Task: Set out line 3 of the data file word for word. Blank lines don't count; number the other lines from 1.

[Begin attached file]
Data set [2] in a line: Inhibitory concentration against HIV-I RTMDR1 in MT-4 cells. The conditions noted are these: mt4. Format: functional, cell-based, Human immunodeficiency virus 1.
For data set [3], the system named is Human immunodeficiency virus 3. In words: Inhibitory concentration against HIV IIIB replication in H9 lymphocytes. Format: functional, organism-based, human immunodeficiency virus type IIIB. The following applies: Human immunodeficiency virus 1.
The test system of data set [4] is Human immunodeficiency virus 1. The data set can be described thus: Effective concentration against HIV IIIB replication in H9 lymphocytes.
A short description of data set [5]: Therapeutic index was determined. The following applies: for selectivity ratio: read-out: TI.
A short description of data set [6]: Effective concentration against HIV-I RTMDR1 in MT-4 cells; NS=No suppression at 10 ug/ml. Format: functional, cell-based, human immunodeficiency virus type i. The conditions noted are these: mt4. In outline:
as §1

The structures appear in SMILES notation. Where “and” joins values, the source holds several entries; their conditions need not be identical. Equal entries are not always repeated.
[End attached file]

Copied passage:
The test system of data set [4] is Human immunodeficiency virus 1. The data set can be described thus: Effective concentration against HIV IIIB replication in H9 lymphocytes.